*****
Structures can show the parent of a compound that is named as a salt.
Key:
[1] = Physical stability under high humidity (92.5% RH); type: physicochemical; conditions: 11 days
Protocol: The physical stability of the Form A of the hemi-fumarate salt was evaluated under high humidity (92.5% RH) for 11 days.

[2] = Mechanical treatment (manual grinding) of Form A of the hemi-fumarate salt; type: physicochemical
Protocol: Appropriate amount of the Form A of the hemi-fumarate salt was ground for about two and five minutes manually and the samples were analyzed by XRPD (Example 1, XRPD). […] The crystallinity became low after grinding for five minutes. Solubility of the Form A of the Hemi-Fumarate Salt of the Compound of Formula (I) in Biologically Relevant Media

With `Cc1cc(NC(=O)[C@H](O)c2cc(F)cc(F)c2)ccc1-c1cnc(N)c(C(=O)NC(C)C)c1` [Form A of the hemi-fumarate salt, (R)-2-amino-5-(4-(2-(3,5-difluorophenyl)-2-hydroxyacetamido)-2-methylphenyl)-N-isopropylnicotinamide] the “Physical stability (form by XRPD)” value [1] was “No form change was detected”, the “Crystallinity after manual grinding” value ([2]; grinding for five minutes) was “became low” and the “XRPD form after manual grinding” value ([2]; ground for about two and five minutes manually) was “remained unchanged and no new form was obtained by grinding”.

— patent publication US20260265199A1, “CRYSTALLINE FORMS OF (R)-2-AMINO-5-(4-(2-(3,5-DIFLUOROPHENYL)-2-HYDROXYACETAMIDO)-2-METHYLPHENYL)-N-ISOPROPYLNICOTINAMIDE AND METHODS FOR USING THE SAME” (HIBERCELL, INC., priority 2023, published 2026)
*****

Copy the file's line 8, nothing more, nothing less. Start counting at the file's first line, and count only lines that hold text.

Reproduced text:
— patent publication US20260265199A1, “CRYSTALLINE FORMS OF (R)-2-AMINO-5-(4-(2-(3,5-DIFLUOROPHENYL)-2-HYDROXYACETAMIDO)-2-METHYLPHENYL)-N-ISOPROPYLNICOTINAMIDE AND METHODS FOR USING THE SAME” (HIBERCELL, INC., priority 2023, published 2026)